In That Plain White Room

I stood at the foot of his bed.

In that plain white room.

To be more precise, less than half of this plain white room.   That really almost appears grungy grey.  Not because of dirt, but because of it’s lack of energy.   That’s where he lay.  Clean bed.  Evidence of food, water, and care.   Can’t deny those things.   They are all around him in the bland interior of where he will lie out the remainder of his days.

In the windowsill, because he was lucky enough to get that bed, sit four picture frames.   With people who represent his family.

There are no pictures on the walls.   No personal touches like his own bedspread or comforter or pillow.  No over stuffed chair he could recline in.  No dresser to put his own belongings in or on.

I stood there watching and listening while he spoke with someone else.

He entertained us, though I don’t think that was his purpose, by telling us stories of his life.  And I envisioned him in the sun.  Building his house.   Laughing with his wife.  Living life.  He laughed and we smiled.  His eyes went back and forth between us, pulling us both, welcoming us both, to his life.

I wished, not for the first time, to be able to go back.  As if I had a super power, to go back and be in a moment of his life when I could see him as he remembered himself.  To experience that hot sun he surely felt as he hammered and nailed the frame of his house together.   To feel the excitement of moving in and celebrating the holidays they so much enjoyed.   I would pick that as my super power if ever given the chance.    To be present for the moments of life when people are strong and life is theirs.   I want that experience of theirs, to matter to me, to feel it.  It may only be a story to some.  But when I hear him tell it-it’s his existence.  It’s what mattered once and matters still.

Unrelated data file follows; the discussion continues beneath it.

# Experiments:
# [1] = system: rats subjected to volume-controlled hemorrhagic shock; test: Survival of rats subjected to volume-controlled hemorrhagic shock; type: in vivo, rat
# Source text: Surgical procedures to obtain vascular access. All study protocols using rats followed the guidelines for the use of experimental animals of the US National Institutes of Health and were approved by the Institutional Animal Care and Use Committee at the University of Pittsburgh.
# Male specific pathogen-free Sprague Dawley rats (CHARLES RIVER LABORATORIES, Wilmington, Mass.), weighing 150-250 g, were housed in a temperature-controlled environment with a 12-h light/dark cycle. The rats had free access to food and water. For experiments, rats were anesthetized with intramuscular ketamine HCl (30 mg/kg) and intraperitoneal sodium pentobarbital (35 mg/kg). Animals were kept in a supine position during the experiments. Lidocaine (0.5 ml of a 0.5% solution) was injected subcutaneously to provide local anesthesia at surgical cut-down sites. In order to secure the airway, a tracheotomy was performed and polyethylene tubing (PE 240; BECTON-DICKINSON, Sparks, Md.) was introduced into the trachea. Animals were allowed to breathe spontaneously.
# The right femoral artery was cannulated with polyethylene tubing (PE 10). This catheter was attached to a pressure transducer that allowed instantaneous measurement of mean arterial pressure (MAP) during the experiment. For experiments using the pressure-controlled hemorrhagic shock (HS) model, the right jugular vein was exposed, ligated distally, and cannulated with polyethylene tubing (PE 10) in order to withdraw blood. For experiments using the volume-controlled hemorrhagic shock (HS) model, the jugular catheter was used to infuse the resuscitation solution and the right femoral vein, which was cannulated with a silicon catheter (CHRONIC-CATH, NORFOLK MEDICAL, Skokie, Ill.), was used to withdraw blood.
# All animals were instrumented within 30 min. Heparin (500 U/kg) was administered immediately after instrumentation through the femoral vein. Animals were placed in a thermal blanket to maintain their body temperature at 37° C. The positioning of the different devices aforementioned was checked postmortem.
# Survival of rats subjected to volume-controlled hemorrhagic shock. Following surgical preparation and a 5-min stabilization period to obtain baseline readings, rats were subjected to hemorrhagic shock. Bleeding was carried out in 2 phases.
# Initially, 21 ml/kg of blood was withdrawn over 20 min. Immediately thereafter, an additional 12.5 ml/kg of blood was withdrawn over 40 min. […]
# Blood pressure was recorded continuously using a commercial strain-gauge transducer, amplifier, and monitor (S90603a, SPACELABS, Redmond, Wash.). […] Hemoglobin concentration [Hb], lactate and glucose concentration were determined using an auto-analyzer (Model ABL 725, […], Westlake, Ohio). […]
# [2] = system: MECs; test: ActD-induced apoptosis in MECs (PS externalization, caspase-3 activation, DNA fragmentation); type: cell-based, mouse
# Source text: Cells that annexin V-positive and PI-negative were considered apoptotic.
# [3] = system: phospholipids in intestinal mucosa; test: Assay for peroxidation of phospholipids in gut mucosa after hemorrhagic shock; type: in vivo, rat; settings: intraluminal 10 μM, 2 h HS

He talked for as long as he could about these stories.  And I didn’t want him to have to come back to today any more than any one of us there listening to him did, surely though, not as much as he.

We all came back to this day.   And our purpose.   I liked where we were, better.

I’m pretty sure we all did.

I looked at the white, lackluster walls, the curtain that served as his privacy.   Where once, an entire house built by his hand, served that purpose.

I sigh.

I’ve got news for you.  You don’t think you’re going there.   Neither did he.  Or any one of those old souls who lived with purpose and intent to master this thing we call life.

But there he is.

There, so shall some of us, be.